Good morning, here’s your Wednesday morning briefing to set you up for the day ahead. Look out for these three things happening around the world today.
“World’s first” plastic-free aisle to open in Dutch supermarket chain
What’s claimed to be the “world’s first” plastic-free supermarket aisle is set to be unveiled at an Amsterdam branch of the Dutch chain Ekoplaza today.
Ekoplaza, an organic chain, will open the so-called Ekoplaza Lab just off a major shopping street in Amsterdam West, in collaboration with a British campaign group.
The store will open its doors at 11am local time when shoppers will be able to choose from more than 700 plastic-free products — all of which will bear plastic-free branding.
Campaigners say the grocery retail sector accounts for more than 40% of all plastic packaging.
Trump meets with US lawmakers in Florida shooting aftermath
US president Donald Trump will meet lawmakers for the first time since this month’s Florida shooting to discuss gun legislation changes today.
Politicans from both the Democrat and Republican parties, including some of the Democrats’ strongest gun-control advocates, will be attending.
However, the US House and Senate is struggling with the political challenges of passing even relatively small background-checks bill that the president is supporting.
Democrats in the Senate are signalling that they may block passage of the narrow gun bill without time to consider more significant gun control measures.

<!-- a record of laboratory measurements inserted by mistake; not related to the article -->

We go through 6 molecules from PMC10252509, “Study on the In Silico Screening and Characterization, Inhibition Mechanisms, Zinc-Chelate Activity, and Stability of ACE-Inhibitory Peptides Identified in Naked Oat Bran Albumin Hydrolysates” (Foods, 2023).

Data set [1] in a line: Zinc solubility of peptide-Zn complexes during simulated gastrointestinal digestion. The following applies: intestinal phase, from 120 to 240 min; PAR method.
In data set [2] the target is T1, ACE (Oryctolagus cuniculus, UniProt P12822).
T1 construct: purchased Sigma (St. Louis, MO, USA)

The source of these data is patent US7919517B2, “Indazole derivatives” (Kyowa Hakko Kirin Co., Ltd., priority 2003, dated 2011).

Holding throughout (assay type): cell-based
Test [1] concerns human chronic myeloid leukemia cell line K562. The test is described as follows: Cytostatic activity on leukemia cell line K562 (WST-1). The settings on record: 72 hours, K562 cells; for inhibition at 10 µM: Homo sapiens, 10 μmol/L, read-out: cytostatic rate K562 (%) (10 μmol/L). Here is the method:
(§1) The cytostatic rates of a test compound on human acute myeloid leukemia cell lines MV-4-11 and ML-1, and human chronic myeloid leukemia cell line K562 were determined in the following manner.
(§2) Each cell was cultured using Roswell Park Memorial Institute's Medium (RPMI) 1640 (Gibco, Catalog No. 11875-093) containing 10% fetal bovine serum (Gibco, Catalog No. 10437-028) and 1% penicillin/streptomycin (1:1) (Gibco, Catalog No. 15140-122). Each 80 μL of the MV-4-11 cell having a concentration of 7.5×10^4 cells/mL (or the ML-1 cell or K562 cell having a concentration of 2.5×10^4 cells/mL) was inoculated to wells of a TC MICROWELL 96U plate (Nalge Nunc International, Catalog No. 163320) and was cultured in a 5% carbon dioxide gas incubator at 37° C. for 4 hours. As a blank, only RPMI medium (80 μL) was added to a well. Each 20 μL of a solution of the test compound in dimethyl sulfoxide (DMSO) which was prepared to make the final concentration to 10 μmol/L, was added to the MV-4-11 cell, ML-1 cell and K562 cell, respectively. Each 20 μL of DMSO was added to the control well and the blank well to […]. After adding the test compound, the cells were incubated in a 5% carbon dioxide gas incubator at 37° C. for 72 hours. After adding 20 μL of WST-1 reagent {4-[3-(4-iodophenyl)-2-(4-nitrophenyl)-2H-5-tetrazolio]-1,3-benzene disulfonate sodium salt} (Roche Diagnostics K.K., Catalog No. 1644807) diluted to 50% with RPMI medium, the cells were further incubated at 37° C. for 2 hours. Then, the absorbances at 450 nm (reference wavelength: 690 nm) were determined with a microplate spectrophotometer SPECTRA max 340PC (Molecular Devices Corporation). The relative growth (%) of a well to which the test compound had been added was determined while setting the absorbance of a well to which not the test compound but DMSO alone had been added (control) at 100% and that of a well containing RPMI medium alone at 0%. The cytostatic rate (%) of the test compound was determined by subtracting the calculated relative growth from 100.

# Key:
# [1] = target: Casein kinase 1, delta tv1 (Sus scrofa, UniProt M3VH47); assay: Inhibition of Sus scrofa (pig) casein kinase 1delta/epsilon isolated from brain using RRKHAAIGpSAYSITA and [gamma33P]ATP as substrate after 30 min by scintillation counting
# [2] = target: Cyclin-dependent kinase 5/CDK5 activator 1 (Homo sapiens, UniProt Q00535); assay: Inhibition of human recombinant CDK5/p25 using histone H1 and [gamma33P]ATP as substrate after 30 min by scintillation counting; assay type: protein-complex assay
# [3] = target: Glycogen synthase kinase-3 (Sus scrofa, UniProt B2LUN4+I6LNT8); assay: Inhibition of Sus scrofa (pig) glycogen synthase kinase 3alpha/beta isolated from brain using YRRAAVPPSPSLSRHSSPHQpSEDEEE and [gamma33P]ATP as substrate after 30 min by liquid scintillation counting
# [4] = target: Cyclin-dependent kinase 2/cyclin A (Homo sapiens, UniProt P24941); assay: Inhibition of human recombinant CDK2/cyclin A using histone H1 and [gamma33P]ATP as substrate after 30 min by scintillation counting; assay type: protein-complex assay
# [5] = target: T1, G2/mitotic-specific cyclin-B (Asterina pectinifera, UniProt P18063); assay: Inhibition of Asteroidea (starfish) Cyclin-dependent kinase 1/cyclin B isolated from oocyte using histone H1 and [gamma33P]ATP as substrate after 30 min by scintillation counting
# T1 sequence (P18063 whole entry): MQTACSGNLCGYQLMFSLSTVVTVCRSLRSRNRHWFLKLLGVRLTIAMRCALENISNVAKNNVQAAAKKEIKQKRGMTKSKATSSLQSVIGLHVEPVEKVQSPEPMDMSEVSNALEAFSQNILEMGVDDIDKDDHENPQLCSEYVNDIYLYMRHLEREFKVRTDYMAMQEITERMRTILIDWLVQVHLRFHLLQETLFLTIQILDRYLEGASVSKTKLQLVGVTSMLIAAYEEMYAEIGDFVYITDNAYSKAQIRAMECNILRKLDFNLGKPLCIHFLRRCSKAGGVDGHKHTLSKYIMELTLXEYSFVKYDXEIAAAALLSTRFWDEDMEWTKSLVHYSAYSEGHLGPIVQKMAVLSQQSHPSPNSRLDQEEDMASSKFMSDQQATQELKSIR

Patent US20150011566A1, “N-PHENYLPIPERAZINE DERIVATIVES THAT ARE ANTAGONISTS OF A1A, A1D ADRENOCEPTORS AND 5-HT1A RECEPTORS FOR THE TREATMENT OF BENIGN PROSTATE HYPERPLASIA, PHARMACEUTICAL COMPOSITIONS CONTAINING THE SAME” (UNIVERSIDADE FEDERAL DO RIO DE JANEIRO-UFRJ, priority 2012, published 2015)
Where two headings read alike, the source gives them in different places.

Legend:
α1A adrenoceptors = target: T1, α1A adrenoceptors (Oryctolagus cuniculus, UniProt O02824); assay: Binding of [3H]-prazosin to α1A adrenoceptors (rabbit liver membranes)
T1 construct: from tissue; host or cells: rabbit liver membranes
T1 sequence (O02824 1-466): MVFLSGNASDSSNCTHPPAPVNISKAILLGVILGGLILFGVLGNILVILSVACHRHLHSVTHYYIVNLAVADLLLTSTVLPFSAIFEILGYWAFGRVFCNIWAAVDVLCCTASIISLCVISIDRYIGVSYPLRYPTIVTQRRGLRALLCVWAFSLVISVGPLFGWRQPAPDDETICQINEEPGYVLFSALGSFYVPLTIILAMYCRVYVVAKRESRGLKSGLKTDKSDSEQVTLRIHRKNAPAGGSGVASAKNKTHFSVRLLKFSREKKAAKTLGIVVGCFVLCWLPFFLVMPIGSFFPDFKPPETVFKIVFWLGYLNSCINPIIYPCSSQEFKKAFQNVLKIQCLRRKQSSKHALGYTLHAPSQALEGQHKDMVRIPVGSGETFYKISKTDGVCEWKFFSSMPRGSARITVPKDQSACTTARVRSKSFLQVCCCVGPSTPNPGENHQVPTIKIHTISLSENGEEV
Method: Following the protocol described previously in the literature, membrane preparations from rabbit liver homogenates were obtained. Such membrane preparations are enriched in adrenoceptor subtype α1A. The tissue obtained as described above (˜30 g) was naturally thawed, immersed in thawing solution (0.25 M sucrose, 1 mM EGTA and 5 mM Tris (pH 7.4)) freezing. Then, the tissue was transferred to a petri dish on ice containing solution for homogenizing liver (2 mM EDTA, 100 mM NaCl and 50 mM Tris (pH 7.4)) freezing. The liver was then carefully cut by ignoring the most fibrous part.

Apple moves iCloud accounts to Chinese servers amid criticism
iPhone maker Apple will today move iCloud accounts registered in mainland China to state-run Chinese servers, along with the digital keys needed to unlock them.
In the future if Chinese authorities want to access Apple’s user data they won’t have to comply with US laws on user rights.
The move has angered privacy advocates and human rights groups, highlighting the trade offs international companies are making in order to do business in China.
Apple is moving the accounts to comply with China’s latest regulations on cloud services which came into affect last June and requires companies to keep all data in the country.
The likes of Amazon and Microsoft have also struck partnerships with Chinese companies to operate their cloud services in the country.